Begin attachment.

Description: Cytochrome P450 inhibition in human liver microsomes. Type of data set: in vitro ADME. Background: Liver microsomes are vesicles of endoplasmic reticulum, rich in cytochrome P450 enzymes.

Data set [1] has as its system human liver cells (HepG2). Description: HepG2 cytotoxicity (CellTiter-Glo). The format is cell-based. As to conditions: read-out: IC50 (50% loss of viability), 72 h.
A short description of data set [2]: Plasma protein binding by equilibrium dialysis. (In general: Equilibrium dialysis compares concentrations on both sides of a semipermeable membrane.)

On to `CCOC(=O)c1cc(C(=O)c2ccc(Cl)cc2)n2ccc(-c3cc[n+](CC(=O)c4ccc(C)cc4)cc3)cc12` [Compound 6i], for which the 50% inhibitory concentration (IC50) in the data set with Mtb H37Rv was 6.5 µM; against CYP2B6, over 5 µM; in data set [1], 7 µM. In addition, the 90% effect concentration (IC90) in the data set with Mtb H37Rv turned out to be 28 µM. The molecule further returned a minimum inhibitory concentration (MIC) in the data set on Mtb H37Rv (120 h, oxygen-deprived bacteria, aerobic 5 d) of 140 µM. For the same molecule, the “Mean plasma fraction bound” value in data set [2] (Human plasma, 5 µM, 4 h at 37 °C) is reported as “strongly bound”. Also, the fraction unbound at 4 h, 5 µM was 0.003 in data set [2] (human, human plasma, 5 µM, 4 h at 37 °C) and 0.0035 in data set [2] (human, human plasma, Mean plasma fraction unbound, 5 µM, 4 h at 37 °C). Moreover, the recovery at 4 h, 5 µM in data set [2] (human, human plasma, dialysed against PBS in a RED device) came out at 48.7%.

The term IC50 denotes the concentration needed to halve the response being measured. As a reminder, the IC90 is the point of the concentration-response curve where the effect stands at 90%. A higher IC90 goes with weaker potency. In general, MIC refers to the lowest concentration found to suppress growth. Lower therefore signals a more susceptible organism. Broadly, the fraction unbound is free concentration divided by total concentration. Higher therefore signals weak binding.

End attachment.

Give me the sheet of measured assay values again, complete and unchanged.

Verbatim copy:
Description: Cytochrome P450 inhibition in human liver microsomes. Type of data set: in vitro ADME. Background: Liver microsomes are vesicles of endoplasmic reticulum, rich in cytochrome P450 enzymes.

Data set [1] has as its system human liver cells (HepG2). Description: HepG2 cytotoxicity (CellTiter-Glo). The format is cell-based. As to conditions: read-out: IC50 (50% loss of viability), 72 h.
A short description of data set [2]: Plasma protein binding by equilibrium dialysis. (In general: Equilibrium dialysis compares concentrations on both sides of a semipermeable membrane.)

On to `CCOC(=O)c1cc(C(=O)c2ccc(Cl)cc2)n2ccc(-c3cc[n+](CC(=O)c4ccc(C)cc4)cc3)cc12` [Compound 6i], for which the 50% inhibitory concentration (IC50) in the data set with Mtb H37Rv was 6.5 µM; against CYP2B6, over 5 µM; in data set [1], 7 µM. In addition, the 90% effect concentration (IC90) in the data set with Mtb H37Rv turned out to be 28 µM. The molecule further returned a minimum inhibitory concentration (MIC) in the data set on Mtb H37Rv (120 h, oxygen-deprived bacteria, aerobic 5 d) of 140 µM. For the same molecule, the “Mean plasma fraction bound” value in data set [2] (Human plasma, 5 µM, 4 h at 37 °C) is reported as “strongly bound”. Also, the fraction unbound at 4 h, 5 µM was 0.003 in data set [2] (human, human plasma, 5 µM, 4 h at 37 °C) and 0.0035 in data set [2] (human, human plasma, Mean plasma fraction unbound, 5 µM, 4 h at 37 °C). Moreover, the recovery at 4 h, 5 µM in data set [2] (human, human plasma, dialysed against PBS in a RED device) came out at 48.7%.

The term IC50 denotes the concentration needed to halve the response being measured. As a reminder, the IC90 is the point of the concentration-response curve where the effect stands at 90%. A higher IC90 goes with weaker potency. In general, MIC refers to the lowest concentration found to suppress growth. Lower therefore signals a more susceptible organism. Broadly, the fraction unbound is free concentration divided by total concentration. Higher therefore signals weak binding.